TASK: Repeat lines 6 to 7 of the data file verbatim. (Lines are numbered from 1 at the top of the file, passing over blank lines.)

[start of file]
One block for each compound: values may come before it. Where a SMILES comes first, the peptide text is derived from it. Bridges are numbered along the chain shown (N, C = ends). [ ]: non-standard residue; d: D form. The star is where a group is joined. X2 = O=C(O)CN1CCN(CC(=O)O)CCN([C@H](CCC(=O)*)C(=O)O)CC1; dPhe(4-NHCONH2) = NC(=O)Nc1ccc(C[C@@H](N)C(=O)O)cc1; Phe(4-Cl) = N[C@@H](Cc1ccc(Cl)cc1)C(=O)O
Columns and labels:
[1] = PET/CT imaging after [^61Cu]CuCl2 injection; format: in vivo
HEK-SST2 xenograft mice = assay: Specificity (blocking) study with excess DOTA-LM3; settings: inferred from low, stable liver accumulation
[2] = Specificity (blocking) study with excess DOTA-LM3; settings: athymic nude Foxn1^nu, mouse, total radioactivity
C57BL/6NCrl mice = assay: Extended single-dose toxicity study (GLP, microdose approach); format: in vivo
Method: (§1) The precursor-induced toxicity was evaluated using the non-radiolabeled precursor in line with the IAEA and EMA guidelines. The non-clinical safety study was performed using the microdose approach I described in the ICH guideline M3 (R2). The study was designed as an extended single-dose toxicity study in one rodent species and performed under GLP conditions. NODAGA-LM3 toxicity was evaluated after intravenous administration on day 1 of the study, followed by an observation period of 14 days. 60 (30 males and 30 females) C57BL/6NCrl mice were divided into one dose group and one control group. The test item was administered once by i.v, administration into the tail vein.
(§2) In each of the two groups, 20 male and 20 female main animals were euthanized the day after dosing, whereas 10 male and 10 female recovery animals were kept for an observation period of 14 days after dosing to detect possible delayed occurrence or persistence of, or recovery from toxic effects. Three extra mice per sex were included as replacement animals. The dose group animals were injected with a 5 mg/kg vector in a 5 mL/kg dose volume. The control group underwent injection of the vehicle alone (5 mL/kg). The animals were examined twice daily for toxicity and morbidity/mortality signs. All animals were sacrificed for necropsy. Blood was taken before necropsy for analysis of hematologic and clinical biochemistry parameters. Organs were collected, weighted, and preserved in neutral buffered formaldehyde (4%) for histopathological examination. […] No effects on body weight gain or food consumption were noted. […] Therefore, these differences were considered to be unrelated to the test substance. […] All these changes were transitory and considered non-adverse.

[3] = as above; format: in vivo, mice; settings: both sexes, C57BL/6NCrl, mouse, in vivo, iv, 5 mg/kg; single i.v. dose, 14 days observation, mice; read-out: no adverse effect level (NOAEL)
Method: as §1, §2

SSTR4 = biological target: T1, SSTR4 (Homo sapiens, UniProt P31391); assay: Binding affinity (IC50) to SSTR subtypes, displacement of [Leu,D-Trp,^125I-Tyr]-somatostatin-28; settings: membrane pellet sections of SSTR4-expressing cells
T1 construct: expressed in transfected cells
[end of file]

C57BL/6NCrl mice = assay: Extended single-dose toxicity study (GLP, microdose approach); format: in vivo
Method: (§1) The precursor-induced toxicity was evaluated using the non-radiolabeled precursor in line with the IAEA and EMA guidelines. The non-clinical safety study was performed using the microdose approach I described in the ICH guideline M3 (R2). The study was designed as an extended single-dose toxicity study in one rodent species and performed under GLP conditions. NODAGA-LM3 toxicity was evaluated after intravenous administration on day 1 of the study, followed by an observation period of 14 days. 60 (30 males and 30 females) C57BL/6NCrl mice were divided into one dose group and one control group. The test item was administered once by i.v, administration into the tail vein.